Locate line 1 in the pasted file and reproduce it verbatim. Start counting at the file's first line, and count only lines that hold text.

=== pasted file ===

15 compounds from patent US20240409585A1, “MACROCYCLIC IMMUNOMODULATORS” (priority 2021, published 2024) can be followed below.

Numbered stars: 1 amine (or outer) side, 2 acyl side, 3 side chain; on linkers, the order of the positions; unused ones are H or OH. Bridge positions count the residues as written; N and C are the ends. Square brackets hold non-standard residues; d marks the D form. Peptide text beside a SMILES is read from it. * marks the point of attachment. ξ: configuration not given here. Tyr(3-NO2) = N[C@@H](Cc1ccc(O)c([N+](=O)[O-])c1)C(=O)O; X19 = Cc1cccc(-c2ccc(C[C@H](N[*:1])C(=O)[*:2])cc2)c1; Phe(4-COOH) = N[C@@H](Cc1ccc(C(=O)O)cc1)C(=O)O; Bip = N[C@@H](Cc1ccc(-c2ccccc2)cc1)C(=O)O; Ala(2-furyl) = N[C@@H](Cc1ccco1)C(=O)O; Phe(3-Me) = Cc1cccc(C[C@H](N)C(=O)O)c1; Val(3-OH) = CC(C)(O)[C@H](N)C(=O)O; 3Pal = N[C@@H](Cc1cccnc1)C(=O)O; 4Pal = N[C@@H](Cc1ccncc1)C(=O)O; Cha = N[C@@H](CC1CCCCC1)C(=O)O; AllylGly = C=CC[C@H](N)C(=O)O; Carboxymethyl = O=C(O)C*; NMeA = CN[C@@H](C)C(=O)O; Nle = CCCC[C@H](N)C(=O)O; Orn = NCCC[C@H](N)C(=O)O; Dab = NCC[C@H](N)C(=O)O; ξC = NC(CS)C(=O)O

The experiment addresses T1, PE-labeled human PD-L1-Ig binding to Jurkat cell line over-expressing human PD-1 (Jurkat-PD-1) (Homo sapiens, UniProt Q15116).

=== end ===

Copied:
15 compounds from patent US20240409585A1, “MACROCYCLIC IMMUNOMODULATORS” (priority 2021, published 2024) can be followed below.